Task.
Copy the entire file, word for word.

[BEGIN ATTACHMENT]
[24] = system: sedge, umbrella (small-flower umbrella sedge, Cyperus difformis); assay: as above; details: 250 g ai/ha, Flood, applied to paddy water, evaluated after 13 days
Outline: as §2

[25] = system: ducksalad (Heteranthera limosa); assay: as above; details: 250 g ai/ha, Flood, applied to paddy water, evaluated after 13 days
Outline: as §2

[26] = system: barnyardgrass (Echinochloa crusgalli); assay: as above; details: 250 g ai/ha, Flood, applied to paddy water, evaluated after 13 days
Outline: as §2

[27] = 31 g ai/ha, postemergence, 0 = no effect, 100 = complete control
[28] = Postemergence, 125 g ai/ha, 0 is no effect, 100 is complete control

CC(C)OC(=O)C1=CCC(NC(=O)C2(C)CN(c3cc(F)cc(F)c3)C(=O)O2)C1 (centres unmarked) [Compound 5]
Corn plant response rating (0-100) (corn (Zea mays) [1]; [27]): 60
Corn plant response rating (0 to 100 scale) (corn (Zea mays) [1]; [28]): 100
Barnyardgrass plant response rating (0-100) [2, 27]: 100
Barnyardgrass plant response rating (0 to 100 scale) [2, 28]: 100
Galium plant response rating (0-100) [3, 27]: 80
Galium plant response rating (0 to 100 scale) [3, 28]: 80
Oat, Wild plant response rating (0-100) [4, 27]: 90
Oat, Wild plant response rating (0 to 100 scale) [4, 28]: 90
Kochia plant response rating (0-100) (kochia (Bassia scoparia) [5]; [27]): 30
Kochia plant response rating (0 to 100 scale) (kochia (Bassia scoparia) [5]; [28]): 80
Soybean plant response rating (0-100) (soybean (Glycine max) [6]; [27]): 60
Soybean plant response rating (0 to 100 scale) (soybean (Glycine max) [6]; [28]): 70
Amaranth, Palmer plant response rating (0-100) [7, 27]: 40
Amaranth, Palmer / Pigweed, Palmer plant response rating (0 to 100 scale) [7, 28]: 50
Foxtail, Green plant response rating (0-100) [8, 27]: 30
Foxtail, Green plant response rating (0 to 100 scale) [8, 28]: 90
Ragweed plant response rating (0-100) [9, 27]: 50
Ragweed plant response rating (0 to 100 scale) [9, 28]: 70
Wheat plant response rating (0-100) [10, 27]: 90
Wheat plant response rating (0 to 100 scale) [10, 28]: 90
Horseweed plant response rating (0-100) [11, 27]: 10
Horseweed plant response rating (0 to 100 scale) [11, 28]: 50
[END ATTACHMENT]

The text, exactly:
[24] = system: sedge, umbrella (small-flower umbrella sedge, Cyperus difformis); assay: as above; details: 250 g ai/ha, Flood, applied to paddy water, evaluated after 13 days
Outline: as §2

[25] = system: ducksalad (Heteranthera limosa); assay: as above; details: 250 g ai/ha, Flood, applied to paddy water, evaluated after 13 days
Outline: as §2

[26] = system: barnyardgrass (Echinochloa crusgalli); assay: as above; details: 250 g ai/ha, Flood, applied to paddy water, evaluated after 13 days
Outline: as §2

[27] = 31 g ai/ha, postemergence, 0 = no effect, 100 = complete control
[28] = Postemergence, 125 g ai/ha, 0 is no effect, 100 is complete control

CC(C)OC(=O)C1=CCC(NC(=O)C2(C)CN(c3cc(F)cc(F)c3)C(=O)O2)C1 (centres unmarked) [Compound 5]
Corn plant response rating (0-100) (corn (Zea mays) [1]; [27]): 60
Corn plant response rating (0 to 100 scale) (corn (Zea mays) [1]; [28]): 100
Barnyardgrass plant response rating (0-100) [2, 27]: 100
Barnyardgrass plant response rating (0 to 100 scale) [2, 28]: 100
Galium plant response rating (0-100) [3, 27]: 80
Galium plant response rating (0 to 100 scale) [3, 28]: 80
Oat, Wild plant response rating (0-100) [4, 27]: 90
Oat, Wild plant response rating (0 to 100 scale) [4, 28]: 90
Kochia plant response rating (0-100) (kochia (Bassia scoparia) [5]; [27]): 30
Kochia plant response rating (0 to 100 scale) (kochia (Bassia scoparia) [5]; [28]): 80
Soybean plant response rating (0-100) (soybean (Glycine max) [6]; [27]): 60
Soybean plant response rating (0 to 100 scale) (soybean (Glycine max) [6]; [28]): 70
Amaranth, Palmer plant response rating (0-100) [7, 27]: 40
Amaranth, Palmer / Pigweed, Palmer plant response rating (0 to 100 scale) [7, 28]: 50
Foxtail, Green plant response rating (0-100) [8, 27]: 30
Foxtail, Green plant response rating (0 to 100 scale) [8, 28]: 90
Ragweed plant response rating (0-100) [9, 27]: 50
Ragweed plant response rating (0 to 100 scale) [9, 28]: 70
Wheat plant response rating (0-100) [10, 27]: 90
Wheat plant response rating (0 to 100 scale) [10, 28]: 90
Horseweed plant response rating (0-100) [11, 27]: 10
Horseweed plant response rating (0 to 100 scale) [11, 28]: 50